I’m Paul, and I’m a developer on the NHS.UK Alpha project. I wanted to share some thoughts about different ways of delivering software, and why we’re working in the way we are.
It’s Hard Building for Users You Don’t Understand
I have some experience working in organisations where software was written to a specification – a large document which supposedly captured everything there was to know about a problem.
A hypothetical project would go something like this:
- Business analyst works with the users’ manager to understand the users’ problems
- Business analyst writes lots of requirements documents detailing exactly what the software should do and how
- Development team receive requirements and make lots of interpretations where things aren’t clear (they never are)
- Project is delivered, client’s users see the system for the first time, start giving feedback about what’s wrong
- Any changes must go through “change request” process – it’s like a new piece of work.
The interesting thing for me was the observation that it’s hard building software for users you don’t understand.
I think one of the problems with this type of delivery is that there’s a bit of a Chinese whisper situation going on, where every re-telling of the user need distorts the truth:
- users tell their boss about their problems, not mentioning the hacks and workarounds they currently do
- their boss tells the business analyst, forgetting some of the detail
- the business analyst writes it down, losing some nuance
- the developers read the document and make their own interpretations.
To compound the problem, when software is delivered in one great lump – at the end of the project – it’s too late for feedback from the real users.
Build, Test, Iterate
I’ll come right out and say it: I don’t think users ever like version 1!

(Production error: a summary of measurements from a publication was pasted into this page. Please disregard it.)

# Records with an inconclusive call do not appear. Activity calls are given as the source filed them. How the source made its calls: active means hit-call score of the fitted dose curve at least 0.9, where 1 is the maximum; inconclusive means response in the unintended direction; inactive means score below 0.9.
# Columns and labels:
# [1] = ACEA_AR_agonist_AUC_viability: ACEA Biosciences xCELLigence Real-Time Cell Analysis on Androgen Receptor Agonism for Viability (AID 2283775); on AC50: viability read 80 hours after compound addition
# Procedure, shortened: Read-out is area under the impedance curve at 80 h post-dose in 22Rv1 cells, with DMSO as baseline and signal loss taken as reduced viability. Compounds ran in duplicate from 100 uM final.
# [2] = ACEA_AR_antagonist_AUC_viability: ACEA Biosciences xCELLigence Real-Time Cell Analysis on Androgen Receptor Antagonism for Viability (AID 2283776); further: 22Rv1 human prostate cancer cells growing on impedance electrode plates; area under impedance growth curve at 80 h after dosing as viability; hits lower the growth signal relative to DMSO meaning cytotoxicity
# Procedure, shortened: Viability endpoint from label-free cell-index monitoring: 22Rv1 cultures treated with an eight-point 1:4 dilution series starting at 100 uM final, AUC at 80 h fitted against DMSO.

However good we are at capturing user’s needs, I just think that users have to get their hands on the software before we really know what they need.
So an alternative approach, and the one we’re practising at NHS.UK Alpha, is Build, Test, Iterate.
The principle is simple enough – you build something small, you try it out on your users, you see what they love and hate, and you do it again, quickly.
Keep it Simple
With everything we build, we try to start simple. It’s always tempting to throw in the kitchen sink, or think up every situation where a solution wouldn’t work. The danger with that is that it’s easy to end up never building anything.
If we have a very broad user base (which in health, we do), it’s helpful to create “personas” – made up people who are based on user interviews, but are specific rather than general. Then we create a solution which works for one of them first, then expand the solution to other personas, if possible.
Personas help to eliminate disagreement about how people on the team think a solution should be. They allow the team to put aside our own opinions and build for the needs of the persona, which reduces our own bias.
Keep it Cheap (Fake it)
Iterating fast is essential, because each round of testing produces a lot of feedback. At each stage, it’s useful to ask the question, “How could we fake a solution well enough to test it?”
Using paper and pens is a very fast way of getting ideas out of our heads and in front of users. Although it has limitations – for example it’s hard to show user-interface interactions on paper – it’s much faster than writing code, and users are often perfectly able to pretend they are tapping on an tablet.
We’re also faking it with our prototyping kit. We’ve built just enough backend so that it feels to a user like they’re really booking an appointment, or searching for a GP. We’ve spent exactly no time making it “production ready” – because this is a prototype. We tested it early, so if they’d absolutely hated it, or had no need for it, we would have found out quickly so the cost of throwing it away is low.
Developers: Get Involved
Being a developer isn’t just about writing code.
Writing code is important, but writing the right code is better.
We don’t like waste, and I think we can reduce it by being involved at all stages – from participating in user lab days, to scribbling with sharpies on paper, to implementing production systems.
Ultimately, when we understand the user, it’s easier to build things they love. And that means happy faces all round